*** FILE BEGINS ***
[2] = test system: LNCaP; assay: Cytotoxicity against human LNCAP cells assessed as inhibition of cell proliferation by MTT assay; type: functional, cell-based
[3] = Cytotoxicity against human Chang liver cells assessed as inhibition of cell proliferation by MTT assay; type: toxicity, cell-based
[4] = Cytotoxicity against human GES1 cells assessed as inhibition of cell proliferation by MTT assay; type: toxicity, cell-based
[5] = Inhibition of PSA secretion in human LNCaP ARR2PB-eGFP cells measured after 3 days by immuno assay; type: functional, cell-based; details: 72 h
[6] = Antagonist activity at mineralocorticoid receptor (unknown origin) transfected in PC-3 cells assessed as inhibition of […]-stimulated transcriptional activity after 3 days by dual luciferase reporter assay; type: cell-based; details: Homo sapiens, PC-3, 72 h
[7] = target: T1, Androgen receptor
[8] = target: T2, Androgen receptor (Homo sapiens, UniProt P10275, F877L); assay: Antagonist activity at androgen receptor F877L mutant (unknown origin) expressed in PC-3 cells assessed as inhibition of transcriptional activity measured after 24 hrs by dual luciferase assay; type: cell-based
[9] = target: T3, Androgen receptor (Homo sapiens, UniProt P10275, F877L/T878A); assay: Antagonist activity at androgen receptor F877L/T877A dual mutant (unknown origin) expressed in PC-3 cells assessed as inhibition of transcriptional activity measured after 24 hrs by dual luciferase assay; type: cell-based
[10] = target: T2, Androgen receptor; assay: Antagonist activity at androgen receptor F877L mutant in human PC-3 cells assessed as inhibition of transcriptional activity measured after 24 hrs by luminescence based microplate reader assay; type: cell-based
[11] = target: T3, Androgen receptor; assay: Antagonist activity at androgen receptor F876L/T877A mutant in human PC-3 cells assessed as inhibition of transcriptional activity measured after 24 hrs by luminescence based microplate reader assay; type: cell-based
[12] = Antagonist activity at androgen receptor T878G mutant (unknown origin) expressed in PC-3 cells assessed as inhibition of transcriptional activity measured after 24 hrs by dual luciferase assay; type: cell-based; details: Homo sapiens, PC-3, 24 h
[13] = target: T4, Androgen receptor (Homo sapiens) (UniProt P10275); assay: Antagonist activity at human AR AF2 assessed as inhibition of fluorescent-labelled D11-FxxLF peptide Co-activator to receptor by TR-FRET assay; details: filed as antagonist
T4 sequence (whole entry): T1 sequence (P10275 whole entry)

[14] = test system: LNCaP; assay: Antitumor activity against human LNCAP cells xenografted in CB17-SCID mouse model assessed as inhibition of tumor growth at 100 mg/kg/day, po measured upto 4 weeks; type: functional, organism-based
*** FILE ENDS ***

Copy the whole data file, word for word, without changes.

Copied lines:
[2] = test system: LNCaP; assay: Cytotoxicity against human LNCAP cells assessed as inhibition of cell proliferation by MTT assay; type: functional, cell-based
[3] = Cytotoxicity against human Chang liver cells assessed as inhibition of cell proliferation by MTT assay; type: toxicity, cell-based
[4] = Cytotoxicity against human GES1 cells assessed as inhibition of cell proliferation by MTT assay; type: toxicity, cell-based
[5] = Inhibition of PSA secretion in human LNCaP ARR2PB-eGFP cells measured after 3 days by immuno assay; type: functional, cell-based; details: 72 h
[6] = Antagonist activity at mineralocorticoid receptor (unknown origin) transfected in PC-3 cells assessed as inhibition of […]-stimulated transcriptional activity after 3 days by dual luciferase reporter assay; type: cell-based; details: Homo sapiens, PC-3, 72 h
[7] = target: T1, Androgen receptor
[8] = target: T2, Androgen receptor (Homo sapiens, UniProt P10275, F877L); assay: Antagonist activity at androgen receptor F877L mutant (unknown origin) expressed in PC-3 cells assessed as inhibition of transcriptional activity measured after 24 hrs by dual luciferase assay; type: cell-based
[9] = target: T3, Androgen receptor (Homo sapiens, UniProt P10275, F877L/T878A); assay: Antagonist activity at androgen receptor F877L/T877A dual mutant (unknown origin) expressed in PC-3 cells assessed as inhibition of transcriptional activity measured after 24 hrs by dual luciferase assay; type: cell-based
[10] = target: T2, Androgen receptor; assay: Antagonist activity at androgen receptor F877L mutant in human PC-3 cells assessed as inhibition of transcriptional activity measured after 24 hrs by luminescence based microplate reader assay; type: cell-based
[11] = target: T3, Androgen receptor; assay: Antagonist activity at androgen receptor F876L/T877A mutant in human PC-3 cells assessed as inhibition of transcriptional activity measured after 24 hrs by luminescence based microplate reader assay; type: cell-based
[12] = Antagonist activity at androgen receptor T878G mutant (unknown origin) expressed in PC-3 cells assessed as inhibition of transcriptional activity measured after 24 hrs by dual luciferase assay; type: cell-based; details: Homo sapiens, PC-3, 24 h
[13] = target: T4, Androgen receptor (Homo sapiens) (UniProt P10275); assay: Antagonist activity at human AR AF2 assessed as inhibition of fluorescent-labelled D11-FxxLF peptide Co-activator to receptor by TR-FRET assay; details: filed as antagonist
T4 sequence (whole entry): T1 sequence (P10275 whole entry)

[14] = test system: LNCaP; assay: Antitumor activity against human LNCAP cells xenografted in CB17-SCID mouse model assessed as inhibition of tumor growth at 100 mg/kg/day, po measured upto 4 weeks; type: functional, organism-based